From The Dean

  • Friday, August 31, 2018
  • From The Dean

Congratulations are certainly in order to our School’s Senior Associate Dean for Medicine and Research, Dr. Marc Basson, for leading the multi-institution team that we just learned will be receiving a $20.3 million, five-year grant to help counter the high cancer rates in North and South Dakota. The award, given by the National Institutes of Health to UND, NDSU, USD, and our health system partners, will be used to establish the Dakota Cancer Collaborative on Translational Activity (DACCOTA). These organizations will engage in clinical and translational research in an effort to study the link between cancer and the environment and pave the way to develop unique ways to combat cancer in the Dakotas.

This is terrifically important not only because cancer is the leading cause of death for people ages 35-64 in the Dakotas, but because the rates of some cancers are nearly double for American Indians, relative to the rest of the population. According to UND's Vice President for Research and Economic Development Grant McGimpsey, this is the largest "cycle" research award UND has received for biomedical research, so great work Dr. Basson and everyone involved in the application at UND and around the region. The grant also will form the foundation for bringing a variety of institutions together in a clinical and translational research network that will facilitate studying other diseases in addition to cancer.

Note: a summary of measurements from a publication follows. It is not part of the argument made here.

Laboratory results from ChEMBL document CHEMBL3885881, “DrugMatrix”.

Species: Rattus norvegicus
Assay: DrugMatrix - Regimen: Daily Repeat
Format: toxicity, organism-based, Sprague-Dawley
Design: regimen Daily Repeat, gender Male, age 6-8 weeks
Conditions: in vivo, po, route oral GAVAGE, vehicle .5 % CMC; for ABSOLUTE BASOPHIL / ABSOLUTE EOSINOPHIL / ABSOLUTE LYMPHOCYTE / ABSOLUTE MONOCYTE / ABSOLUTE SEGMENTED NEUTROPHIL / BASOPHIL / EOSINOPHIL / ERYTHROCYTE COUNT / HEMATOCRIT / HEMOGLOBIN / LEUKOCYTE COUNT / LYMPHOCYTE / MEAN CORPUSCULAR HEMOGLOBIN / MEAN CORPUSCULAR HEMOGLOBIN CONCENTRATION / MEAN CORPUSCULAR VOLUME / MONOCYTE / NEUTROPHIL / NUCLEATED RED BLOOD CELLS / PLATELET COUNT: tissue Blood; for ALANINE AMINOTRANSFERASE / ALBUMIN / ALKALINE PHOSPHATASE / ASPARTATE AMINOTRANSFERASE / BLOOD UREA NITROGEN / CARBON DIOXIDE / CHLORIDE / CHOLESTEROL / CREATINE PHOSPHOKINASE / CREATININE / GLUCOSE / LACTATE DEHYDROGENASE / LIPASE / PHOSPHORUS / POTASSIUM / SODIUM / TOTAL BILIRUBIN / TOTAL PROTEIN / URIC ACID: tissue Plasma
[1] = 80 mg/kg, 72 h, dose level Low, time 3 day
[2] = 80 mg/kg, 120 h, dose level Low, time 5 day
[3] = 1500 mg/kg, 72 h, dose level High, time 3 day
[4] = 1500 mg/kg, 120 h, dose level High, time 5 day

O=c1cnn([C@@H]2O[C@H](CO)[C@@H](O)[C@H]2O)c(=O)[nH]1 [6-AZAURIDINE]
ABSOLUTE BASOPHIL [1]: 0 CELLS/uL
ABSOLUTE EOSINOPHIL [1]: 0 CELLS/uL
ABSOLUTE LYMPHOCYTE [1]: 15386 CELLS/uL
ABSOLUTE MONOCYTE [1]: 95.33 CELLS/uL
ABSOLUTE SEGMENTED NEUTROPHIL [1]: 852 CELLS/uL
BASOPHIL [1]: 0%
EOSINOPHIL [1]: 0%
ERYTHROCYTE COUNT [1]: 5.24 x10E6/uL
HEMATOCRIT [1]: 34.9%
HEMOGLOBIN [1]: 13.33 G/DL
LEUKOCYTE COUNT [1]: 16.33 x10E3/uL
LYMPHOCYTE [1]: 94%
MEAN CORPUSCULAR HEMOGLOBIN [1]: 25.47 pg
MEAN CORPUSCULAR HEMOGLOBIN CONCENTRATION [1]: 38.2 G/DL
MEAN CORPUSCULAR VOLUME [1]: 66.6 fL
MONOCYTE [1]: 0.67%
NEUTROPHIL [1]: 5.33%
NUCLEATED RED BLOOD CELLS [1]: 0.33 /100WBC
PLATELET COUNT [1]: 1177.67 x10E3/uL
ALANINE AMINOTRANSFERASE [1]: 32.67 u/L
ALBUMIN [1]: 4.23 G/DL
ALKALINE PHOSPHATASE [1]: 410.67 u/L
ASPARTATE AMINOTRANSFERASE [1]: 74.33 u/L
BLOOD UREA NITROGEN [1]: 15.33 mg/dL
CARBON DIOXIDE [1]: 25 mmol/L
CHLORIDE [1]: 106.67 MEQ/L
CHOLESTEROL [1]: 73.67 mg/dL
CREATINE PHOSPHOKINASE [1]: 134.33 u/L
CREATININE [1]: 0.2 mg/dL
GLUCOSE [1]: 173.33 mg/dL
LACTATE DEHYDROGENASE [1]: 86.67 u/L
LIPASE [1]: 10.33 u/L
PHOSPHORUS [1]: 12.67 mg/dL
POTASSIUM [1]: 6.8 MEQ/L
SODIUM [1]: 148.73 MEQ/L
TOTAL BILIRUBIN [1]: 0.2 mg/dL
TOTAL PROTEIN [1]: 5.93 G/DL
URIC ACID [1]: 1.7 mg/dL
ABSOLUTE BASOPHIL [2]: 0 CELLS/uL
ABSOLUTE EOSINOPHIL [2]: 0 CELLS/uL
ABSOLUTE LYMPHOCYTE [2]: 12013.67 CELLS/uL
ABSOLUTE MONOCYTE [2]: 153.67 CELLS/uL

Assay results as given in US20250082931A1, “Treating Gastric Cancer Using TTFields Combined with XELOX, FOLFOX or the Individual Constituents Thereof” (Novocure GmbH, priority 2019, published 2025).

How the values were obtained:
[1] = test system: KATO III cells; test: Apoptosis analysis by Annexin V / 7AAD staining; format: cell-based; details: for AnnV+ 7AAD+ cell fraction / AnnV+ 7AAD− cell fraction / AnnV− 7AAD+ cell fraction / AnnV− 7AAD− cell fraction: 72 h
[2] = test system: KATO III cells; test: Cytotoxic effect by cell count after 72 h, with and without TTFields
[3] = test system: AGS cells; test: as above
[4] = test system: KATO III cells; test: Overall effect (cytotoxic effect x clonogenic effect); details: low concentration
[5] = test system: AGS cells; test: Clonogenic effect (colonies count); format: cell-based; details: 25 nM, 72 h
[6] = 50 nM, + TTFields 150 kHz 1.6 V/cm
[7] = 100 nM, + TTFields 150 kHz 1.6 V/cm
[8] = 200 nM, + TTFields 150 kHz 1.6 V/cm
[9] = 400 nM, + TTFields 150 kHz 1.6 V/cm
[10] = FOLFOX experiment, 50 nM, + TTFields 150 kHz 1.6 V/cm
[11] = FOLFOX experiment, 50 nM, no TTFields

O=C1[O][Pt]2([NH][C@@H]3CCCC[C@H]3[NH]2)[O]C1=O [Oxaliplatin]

On a similar note, Dr. Jonathon Geiger, professor in our Department of Biomedical Sciences, is on a multi-university team that has been awarded a four-year grant from the NIH worth a total of more than $2.25 million. This means that Dr. Geiger this summer has held three R01 grants from the NIH simultaneously. NIH R01 grants are considered one of the most prestigious grants for which individuals can apply and funding for these grants is extremely competitive. Congratulations!

You should also be aware of a program the North Dakota Medical Association has undertaken with the North Dakota State Legislature. The "Doctor of the Day" program provides primary care services to legislators at the Capitol and gives NDMA physician-members an opportunity to network with legislators, government officials, and local leaders in Bismarck, all while serving as Doctor of the Day next year. Needless to say, I encourage faculty from each of our SMHS campuses across the state, not to mention our clinical faculty, to register for this opportunity as your schedules allow; you'll be glad you did. The program begins January 7, 2019, and runs through April.

And while you're looking at your calendar, pencil in Thursday, September 6. Have a cup of coffee with me at Java with Josh in the morning, and then come back for a late afternoon jog during Joggin' with Josh. I hope to see you there!

Finally, in the next month or so, the E-News you are used to receiving each week will appear in your email inbox on Fridays with a new look and feel. This "new" publication, which we're calling For Your Health, will retain all the features of your E-News; the only major difference will be in the email's design, which is more in line with the new UND brand standards. We look forward to your feedback on the new e-newsletter and website, which have been designed with UND's help to look similar to the university's UND Today publication.

Joshua Wynne, MD, MBA, MPH
UND Vice President for Health Affairs
Dean, UND School of Medicine and Health Sciences